Hacking (and Tracking) My Glucose

I never paid much attention to my blood sugar (aka blood glucose, or as I will simply refer to it, glucose) until a few years back, when I started getting more interested in self-tracking/biohacking and my 23andMe DNA analysis showed that I had a genetically elevated risk for type 2 diabetes, which has been shown to be preventable by maintaining low levels of glucose. Elevated glucose can also contribute to a number of other health issues such as cardiovascular disease.

23andMeType 2 Diabetes

The current “accepted” recommendations by the American Diabetes Association for fasting glucose (i.e., no food or drink in the previous 8 hours) are between 70 – 130(!) mg/dL. The exclamation(!) mark is there for a reason. The upper bound is being hotly disputed – in fact, the ADA has a term called “impaired fasting glucose” that was lowered from 110mg/dL to 100mg/dL in 2003. That means that many people that are classified as “normal” are, in fact, pre-diabetic. Organizations like the Life Extension Foundation (a leading organization focused on advancing research on longevity and anti-aging) suggest keeping fasting glucose at or below 85 mg/dL (and optimally even below 80!).

My most recent blood test showed my fasting glucose level was 85mg/dL, considered “good”, even by Life Extension Foundation guidelines. But what I wanted was to better understand how various factors affected my levels, and then be able to proactively control them. Even though my glucose is considered good, I wanted it to be optimal. Why take any chances? [Read more...]

A Step is (Not) a Step – But Does it Matter?

While assembling some of my data for another self-tracking experiment, I grabbed the number of daily “steps” recorded by both Moves and my Basis B1 and whipped up the following chart:

Basis steps vs. Moves steps

I wanted to see if there was a statistically significant relationship between daily steps reported by Moves vs. Basis, even though their values are clearly different. To do so, I analyzed the data using a free online data analysis tool called Statwing and sure enough, there was a statistically significant relationship!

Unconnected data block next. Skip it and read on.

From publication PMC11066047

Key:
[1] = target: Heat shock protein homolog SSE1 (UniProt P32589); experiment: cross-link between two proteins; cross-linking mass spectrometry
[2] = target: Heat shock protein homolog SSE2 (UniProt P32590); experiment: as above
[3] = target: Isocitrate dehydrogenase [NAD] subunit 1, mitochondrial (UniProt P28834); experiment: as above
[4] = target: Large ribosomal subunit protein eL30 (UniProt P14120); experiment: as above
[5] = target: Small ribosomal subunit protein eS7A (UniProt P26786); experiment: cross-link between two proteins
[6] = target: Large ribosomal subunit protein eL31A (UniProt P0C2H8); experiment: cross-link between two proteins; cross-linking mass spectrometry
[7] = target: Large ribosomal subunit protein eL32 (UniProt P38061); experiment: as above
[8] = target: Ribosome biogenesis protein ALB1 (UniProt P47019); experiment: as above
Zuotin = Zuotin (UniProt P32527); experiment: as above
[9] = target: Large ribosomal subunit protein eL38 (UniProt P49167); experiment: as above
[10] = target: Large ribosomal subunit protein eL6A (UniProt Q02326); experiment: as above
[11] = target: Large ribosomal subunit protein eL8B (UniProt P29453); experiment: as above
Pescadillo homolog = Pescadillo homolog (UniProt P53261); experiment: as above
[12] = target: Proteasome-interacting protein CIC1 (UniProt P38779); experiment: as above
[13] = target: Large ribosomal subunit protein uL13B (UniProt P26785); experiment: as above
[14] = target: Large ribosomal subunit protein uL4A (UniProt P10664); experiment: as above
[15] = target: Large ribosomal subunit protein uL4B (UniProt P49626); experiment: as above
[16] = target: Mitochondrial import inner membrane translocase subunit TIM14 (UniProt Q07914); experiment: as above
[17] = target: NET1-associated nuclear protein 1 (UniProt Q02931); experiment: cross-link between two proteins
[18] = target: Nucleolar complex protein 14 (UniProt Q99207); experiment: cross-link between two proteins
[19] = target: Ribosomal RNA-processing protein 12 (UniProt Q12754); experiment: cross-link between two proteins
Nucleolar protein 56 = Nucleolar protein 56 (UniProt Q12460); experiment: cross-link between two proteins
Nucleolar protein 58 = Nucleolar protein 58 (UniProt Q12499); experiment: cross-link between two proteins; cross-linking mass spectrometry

Basis steps vs. Moves steps Statwing correlation

Looking at the chart on the right, you will see that there is a generally linear correlation between number of steps recorded each day between Basis and Moves. For you statistics geeks, here are the correlation/regression details:

Basis vs. Moves steps Statwing correlation

I realize there will always be outliers, such as when I’m playing a sport or exercising wearing my B1 but not being able to hold my iPhone (in which case, Moves can’t track me), device batteries dying or needing charging, etc. but the fact that I can use either tool as a way to visualize general activity trends is good to know.

The lesson learned here is that regardless of what device you are using to track your activity, over time it’s not about whether you took 8,000 vs. 10,000 steps, but rather that you increased your activity by 20%! That, to me, is the most important metric.

Quantifying My Personality Type

The Myers-Briggs Type Indicator (MBTI) seeks to quantify a person’s personality type through a psychometric questionnaire.

Personality typesThey classify an individual into one of 16 possible personality types, based on the following parameters:

  • Extroverted (E) vs. Introverted (I)
  • Sensing (S) vs. Intuition (N)
  • Thinking (T) vs. Feeling (F)
  • Judging (J) vs. Perceiving (P)

As they explain:

“The essence of the theory is that much seemingly random variation in the behavior is actually quite orderly and consistent, being due to basic differences in the ways individuals prefer to use their perception and judgment.”

No one type is meant to be perceived as “better” than another. I found a free online version of the test, answered a series of questions that only took about 5 minutes, and here was my result – ENTJ:

Personality type ENTJ

Digging in a little deeper, I found this portrait of an ENTJ, which they call “The Executive”.

I’ll admit that this description pretty much nails me (I’m an entrepreneur and a CEO), and a few of the traits were rather eye-opening (“The ENTJ needs to consciously work on recognizing the value of other people’s opinions, as well as the value of being sensitive towards people’s feelings”, “Sentiments are very powerful to the ENTJ, although they will likely hide it from general knowledge, believing the feelings to be a weakness”). Reading this has allowed me to take stock in how I interact with and are perceived by others, and I will make an effort to overcome my flaws to become a better friend, coworker, and leader.

Just to confirm the results, about a week later and took the test again – and my personality type was exactly the same (ENTJ). Since this free test is meant to be an approximation of personality type, I will probably fork over the $49.95 to take the “official” MBTI test.

Here’s a list of famous ENTJ’s (Napoleon, Julius Caesar, Bill Gates, Peter Theil, Jack Welch… and Dick Cheney(?!), Joseph Stalin(?!).